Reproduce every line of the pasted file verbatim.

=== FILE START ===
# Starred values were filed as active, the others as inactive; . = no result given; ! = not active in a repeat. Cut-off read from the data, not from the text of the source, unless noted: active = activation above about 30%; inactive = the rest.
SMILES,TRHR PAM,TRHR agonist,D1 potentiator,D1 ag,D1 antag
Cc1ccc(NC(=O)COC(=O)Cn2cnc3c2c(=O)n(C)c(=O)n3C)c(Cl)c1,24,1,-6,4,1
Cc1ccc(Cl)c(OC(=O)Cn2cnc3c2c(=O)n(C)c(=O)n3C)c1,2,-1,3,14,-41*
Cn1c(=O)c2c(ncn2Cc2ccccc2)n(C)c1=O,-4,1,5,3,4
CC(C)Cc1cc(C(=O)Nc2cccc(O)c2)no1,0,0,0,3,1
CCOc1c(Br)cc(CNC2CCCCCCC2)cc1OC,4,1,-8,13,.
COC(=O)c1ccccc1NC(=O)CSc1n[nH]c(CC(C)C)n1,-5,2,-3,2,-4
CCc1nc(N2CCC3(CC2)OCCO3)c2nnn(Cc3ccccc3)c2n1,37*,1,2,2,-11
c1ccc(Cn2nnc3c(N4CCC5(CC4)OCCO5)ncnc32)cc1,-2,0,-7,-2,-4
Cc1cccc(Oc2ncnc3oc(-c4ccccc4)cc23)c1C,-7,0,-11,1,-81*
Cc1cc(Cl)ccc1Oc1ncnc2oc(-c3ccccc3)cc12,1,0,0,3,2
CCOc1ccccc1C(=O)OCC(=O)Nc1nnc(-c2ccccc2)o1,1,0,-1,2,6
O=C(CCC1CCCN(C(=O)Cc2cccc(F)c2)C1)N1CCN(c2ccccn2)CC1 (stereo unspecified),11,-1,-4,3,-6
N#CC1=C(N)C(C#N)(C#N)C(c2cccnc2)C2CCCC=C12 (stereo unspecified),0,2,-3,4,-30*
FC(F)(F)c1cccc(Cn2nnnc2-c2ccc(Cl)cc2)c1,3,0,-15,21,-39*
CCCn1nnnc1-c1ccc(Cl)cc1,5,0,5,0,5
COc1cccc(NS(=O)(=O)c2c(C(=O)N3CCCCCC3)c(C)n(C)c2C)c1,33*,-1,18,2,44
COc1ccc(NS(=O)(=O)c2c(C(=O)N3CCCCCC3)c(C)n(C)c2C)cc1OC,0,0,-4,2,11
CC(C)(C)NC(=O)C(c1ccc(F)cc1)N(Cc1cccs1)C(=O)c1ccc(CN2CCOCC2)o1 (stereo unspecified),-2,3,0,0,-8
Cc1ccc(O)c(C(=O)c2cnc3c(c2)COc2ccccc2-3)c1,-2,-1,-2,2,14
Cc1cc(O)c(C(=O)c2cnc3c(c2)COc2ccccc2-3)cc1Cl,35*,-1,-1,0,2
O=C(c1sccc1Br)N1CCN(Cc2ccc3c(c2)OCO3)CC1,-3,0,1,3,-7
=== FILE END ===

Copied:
# Starred values were filed as active, the others as inactive; . = no result given; ! = not active in a repeat. Cut-off read from the data, not from the text of the source, unless noted: active = activation above about 30%; inactive = the rest.
SMILES,TRHR PAM,TRHR agonist,D1 potentiator,D1 ag,D1 antag
Cc1ccc(NC(=O)COC(=O)Cn2cnc3c2c(=O)n(C)c(=O)n3C)c(Cl)c1,24,1,-6,4,1
Cc1ccc(Cl)c(OC(=O)Cn2cnc3c2c(=O)n(C)c(=O)n3C)c1,2,-1,3,14,-41*
Cn1c(=O)c2c(ncn2Cc2ccccc2)n(C)c1=O,-4,1,5,3,4
CC(C)Cc1cc(C(=O)Nc2cccc(O)c2)no1,0,0,0,3,1
CCOc1c(Br)cc(CNC2CCCCCCC2)cc1OC,4,1,-8,13,.
COC(=O)c1ccccc1NC(=O)CSc1n[nH]c(CC(C)C)n1,-5,2,-3,2,-4
CCc1nc(N2CCC3(CC2)OCCO3)c2nnn(Cc3ccccc3)c2n1,37*,1,2,2,-11
c1ccc(Cn2nnc3c(N4CCC5(CC4)OCCO5)ncnc32)cc1,-2,0,-7,-2,-4
Cc1cccc(Oc2ncnc3oc(-c4ccccc4)cc23)c1C,-7,0,-11,1,-81*
Cc1cc(Cl)ccc1Oc1ncnc2oc(-c3ccccc3)cc12,1,0,0,3,2
CCOc1ccccc1C(=O)OCC(=O)Nc1nnc(-c2ccccc2)o1,1,0,-1,2,6
O=C(CCC1CCCN(C(=O)Cc2cccc(F)c2)C1)N1CCN(c2ccccn2)CC1 (stereo unspecified),11,-1,-4,3,-6
N#CC1=C(N)C(C#N)(C#N)C(c2cccnc2)C2CCCC=C12 (stereo unspecified),0,2,-3,4,-30*
FC(F)(F)c1cccc(Cn2nnnc2-c2ccc(Cl)cc2)c1,3,0,-15,21,-39*
CCCn1nnnc1-c1ccc(Cl)cc1,5,0,5,0,5
COc1cccc(NS(=O)(=O)c2c(C(=O)N3CCCCCC3)c(C)n(C)c2C)c1,33*,-1,18,2,44
COc1ccc(NS(=O)(=O)c2c(C(=O)N3CCCCCC3)c(C)n(C)c2C)cc1OC,0,0,-4,2,11
CC(C)(C)NC(=O)C(c1ccc(F)cc1)N(Cc1cccs1)C(=O)c1ccc(CN2CCOCC2)o1 (stereo unspecified),-2,3,0,0,-8
Cc1ccc(O)c(C(=O)c2cnc3c(c2)COc2ccccc2-3)c1,-2,-1,-2,2,14
Cc1cc(O)c(C(=O)c2cnc3c(c2)COc2ccccc2-3)cc1Cl,35*,-1,-1,0,2
O=C(c1sccc1Br)N1CCN(Cc2ccc3c(c2)OCO3)CC1,-3,0,1,3,-7